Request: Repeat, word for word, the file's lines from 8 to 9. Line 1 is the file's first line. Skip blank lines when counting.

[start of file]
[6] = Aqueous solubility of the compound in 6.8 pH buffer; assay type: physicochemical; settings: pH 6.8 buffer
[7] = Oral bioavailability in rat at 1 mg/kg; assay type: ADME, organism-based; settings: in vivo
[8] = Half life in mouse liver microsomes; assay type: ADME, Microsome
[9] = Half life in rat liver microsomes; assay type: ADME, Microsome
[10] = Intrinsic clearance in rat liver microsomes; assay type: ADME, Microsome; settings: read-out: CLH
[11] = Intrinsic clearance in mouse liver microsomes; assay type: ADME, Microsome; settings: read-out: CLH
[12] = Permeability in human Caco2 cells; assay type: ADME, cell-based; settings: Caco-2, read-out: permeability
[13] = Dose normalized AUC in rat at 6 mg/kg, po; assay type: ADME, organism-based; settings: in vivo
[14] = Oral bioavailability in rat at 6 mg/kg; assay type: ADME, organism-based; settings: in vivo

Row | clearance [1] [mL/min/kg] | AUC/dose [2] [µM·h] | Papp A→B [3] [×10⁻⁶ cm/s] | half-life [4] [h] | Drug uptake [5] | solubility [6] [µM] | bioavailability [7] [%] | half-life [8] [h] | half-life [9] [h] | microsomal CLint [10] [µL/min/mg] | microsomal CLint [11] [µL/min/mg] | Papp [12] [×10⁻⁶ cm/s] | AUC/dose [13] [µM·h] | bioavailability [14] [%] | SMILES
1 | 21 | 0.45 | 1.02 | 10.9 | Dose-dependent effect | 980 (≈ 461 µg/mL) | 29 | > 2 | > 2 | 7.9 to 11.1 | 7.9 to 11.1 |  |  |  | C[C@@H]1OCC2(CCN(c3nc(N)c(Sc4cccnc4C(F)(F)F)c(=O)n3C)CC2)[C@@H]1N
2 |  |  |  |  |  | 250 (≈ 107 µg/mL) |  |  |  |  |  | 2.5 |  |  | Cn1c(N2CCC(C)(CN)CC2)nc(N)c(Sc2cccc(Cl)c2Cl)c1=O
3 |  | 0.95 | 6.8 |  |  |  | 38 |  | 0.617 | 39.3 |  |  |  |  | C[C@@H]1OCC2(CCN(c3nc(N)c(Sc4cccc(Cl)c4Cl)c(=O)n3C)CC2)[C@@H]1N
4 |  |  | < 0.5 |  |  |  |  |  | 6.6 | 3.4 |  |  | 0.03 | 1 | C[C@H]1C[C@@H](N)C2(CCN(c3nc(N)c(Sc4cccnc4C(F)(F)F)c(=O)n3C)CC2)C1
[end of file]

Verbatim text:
[13] = Dose normalized AUC in rat at 6 mg/kg, po; assay type: ADME, organism-based; settings: in vivo
[14] = Oral bioavailability in rat at 6 mg/kg; assay type: ADME, organism-based; settings: in vivo